|Region||Co. Galway - Galway City|
|Uploaded by||Ray O'Donnell|
The Gallery Organ in Galway Cathedral was built originally in 1966 by the Liverpool firm of Rushworth & Dreaper. It was extensively rebuilt and enlarged by Trevor Crowe between 2006 and 2007, making it the largest organ west of the Shannon. Speaking from its commanding position high on the west wall into the warm, resonant acoustic of Galway Cathedral, this is probably the most exciting instrument in Ireland today.
The original Rushworth & Dreaper instrument had 45 stops, the bulk of them on the Great, Swell and Pedal; the Positif division (as it was then named) was a fairly typical 1960s attempt at neo-classicism, with little more than a few flutes and mutations. The remainder of the instrument was rather woolly in character, with the majority of the pipes not speaking to their full effect; during the 2006-2007 rebuild it was discovered that the tips had been closed down considerably, presumably because the original builders found that it was all too loud in the Cathedral.
The 2006-2007 rebuild enlarged the instrument considerably, bringing it up to 59 stops. A large amount of new pipework was installed, mostly on the Great; another notable addition to the Great was an original Stahlhut Harmonic Flute 8 of 1893, in the style of Cavaillé-Coll. The Positive was beefed out with Principals 8 and 4, a mixture and a chorus reed, bringing it into line with the rest of the instrument. Much of the extension which was a feature of the old instrument was removed; the Great and Positive now have independent stops throughout, and the Great, which had been crammed onto a single unit chest, is now spread across two slider chests.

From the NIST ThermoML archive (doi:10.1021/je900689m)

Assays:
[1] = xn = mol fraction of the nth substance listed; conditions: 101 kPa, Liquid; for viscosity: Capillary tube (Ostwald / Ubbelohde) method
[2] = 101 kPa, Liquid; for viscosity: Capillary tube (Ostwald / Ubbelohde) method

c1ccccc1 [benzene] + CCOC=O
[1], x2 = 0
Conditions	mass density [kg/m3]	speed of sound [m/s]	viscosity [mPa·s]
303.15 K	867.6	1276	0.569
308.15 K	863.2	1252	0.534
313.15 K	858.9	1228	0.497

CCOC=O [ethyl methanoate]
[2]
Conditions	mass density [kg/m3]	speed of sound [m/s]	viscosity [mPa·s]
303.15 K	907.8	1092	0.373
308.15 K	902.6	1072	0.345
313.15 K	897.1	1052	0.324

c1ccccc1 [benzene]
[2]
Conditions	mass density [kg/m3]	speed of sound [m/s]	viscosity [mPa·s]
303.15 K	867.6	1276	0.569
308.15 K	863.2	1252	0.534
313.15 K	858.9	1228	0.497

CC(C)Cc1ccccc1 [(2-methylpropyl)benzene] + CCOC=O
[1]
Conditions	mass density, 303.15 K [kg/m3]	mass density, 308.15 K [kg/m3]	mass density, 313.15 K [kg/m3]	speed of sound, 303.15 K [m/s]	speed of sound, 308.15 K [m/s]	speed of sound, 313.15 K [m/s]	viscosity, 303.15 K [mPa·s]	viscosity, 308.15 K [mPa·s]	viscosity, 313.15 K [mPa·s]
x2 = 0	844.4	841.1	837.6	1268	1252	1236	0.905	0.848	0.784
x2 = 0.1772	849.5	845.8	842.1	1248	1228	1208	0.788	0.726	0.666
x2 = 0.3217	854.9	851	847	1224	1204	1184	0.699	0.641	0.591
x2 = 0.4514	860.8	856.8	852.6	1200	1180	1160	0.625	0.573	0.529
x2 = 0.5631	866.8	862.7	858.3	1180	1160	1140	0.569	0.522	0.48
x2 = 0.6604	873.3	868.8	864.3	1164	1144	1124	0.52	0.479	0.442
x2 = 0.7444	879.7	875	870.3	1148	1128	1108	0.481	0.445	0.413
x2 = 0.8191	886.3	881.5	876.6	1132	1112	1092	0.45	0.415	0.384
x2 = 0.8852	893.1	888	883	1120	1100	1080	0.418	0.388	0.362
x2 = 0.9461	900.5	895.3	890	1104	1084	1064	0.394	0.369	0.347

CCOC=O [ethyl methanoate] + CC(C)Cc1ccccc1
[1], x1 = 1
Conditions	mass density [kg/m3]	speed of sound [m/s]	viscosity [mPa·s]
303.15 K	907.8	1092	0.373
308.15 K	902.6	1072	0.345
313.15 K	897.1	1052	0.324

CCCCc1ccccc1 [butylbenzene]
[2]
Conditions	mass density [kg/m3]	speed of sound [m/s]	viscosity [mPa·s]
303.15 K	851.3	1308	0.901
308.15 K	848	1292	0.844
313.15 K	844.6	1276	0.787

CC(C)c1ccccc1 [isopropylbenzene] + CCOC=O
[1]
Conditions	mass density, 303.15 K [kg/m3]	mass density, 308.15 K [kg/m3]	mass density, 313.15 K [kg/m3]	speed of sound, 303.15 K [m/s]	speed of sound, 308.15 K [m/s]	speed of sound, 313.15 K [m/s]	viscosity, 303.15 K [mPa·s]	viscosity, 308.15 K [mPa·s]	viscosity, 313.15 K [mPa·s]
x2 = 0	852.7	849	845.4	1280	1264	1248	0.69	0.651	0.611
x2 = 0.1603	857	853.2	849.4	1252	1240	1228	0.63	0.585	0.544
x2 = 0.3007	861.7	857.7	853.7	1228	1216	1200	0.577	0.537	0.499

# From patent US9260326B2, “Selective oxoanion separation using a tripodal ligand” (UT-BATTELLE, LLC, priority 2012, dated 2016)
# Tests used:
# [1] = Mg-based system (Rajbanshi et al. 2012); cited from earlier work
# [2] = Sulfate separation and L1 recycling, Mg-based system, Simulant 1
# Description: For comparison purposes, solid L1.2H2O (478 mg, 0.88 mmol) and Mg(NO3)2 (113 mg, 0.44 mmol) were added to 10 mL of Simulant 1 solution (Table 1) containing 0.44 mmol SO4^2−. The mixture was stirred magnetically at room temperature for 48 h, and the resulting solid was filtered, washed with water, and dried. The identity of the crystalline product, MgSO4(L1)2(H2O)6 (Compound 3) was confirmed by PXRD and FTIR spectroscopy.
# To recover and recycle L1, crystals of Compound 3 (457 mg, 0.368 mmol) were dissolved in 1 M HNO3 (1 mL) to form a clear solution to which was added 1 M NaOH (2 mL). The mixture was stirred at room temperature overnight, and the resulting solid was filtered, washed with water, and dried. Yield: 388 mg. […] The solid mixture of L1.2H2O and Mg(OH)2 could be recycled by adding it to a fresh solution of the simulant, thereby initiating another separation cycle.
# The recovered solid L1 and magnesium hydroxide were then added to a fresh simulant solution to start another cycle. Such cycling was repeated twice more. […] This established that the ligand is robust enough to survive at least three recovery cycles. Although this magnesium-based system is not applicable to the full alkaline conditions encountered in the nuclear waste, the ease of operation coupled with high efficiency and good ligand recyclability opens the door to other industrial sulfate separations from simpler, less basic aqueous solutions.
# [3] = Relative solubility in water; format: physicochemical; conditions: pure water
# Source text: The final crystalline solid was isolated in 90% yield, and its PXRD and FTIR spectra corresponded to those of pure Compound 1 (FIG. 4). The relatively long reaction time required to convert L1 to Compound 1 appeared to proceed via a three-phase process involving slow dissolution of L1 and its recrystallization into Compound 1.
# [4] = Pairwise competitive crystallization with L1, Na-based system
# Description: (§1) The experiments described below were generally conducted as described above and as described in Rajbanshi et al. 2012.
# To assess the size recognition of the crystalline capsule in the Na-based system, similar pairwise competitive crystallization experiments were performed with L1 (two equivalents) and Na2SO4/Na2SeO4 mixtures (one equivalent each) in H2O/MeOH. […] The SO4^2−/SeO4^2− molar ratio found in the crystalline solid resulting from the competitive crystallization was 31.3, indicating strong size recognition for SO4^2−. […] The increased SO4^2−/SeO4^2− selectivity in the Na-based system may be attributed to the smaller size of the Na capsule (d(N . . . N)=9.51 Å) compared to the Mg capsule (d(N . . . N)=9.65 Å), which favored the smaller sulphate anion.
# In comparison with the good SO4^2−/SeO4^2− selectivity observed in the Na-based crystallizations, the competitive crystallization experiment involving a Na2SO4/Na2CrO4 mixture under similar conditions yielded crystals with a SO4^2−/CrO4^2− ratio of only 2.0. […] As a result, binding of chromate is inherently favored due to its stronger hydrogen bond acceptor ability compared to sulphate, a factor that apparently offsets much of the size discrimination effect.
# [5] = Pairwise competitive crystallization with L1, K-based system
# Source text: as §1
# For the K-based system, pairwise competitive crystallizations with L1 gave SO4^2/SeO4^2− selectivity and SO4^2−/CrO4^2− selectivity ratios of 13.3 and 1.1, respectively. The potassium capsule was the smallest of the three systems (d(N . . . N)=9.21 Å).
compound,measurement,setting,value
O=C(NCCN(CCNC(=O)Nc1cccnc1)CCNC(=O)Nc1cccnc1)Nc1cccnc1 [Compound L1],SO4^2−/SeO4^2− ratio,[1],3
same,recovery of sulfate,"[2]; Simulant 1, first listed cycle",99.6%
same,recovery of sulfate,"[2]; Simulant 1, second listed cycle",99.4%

The pipework of the organ was also revoiced to speak to its full potential in the acoustic of the Cathedral. The result is a spectacular improvement in the beauty and quality of the sound, and particularly in the clarity of speech despite the large degree of reverberation in the building.
Finally, a completely new console was installed, designed to be compact yet comfortable, with all stops and facilities within easy reach. The old electric-pneumatic swell-box action, which had never worked particularly well, was replaced with a direct mechanical action which is completely reliable and much more sensitive.
The organ features a full range of registration aids. Each manual has eight combinations, with 16 levels of memory, and there are 16 general combinations with 96 levels of memory. The general combinations are positioned in groups of four, to left and right of the Swell and Great divisional combinations. There are sixteen toe-studs, eight either side of the centrally-mounted Swell pedal; the player can choose whether they operate as general combinations or as Swell and Pedal divisional combinations.
Additionally, a sequencer with 999 possible slots is also available, and five "Advance" thumb-pistons are positioned around the console - one of these is a remote thumb-piston for the use of an assistant. When the sequencer is switched off, the "Advance" pistons step through the general combinations instead.
A major series of concerts has been presented on Galway Cathedral organ since 1994; full details at http://recitals.galwaycathedral.ie.
|Couplers & Accessories|
|Swell to Great|
|Swell to Positive|
|Swell to Pedal|
|Positive to Great|
|Positive to Pedal|
|Great to Pedal|
|Swell Strings Octave|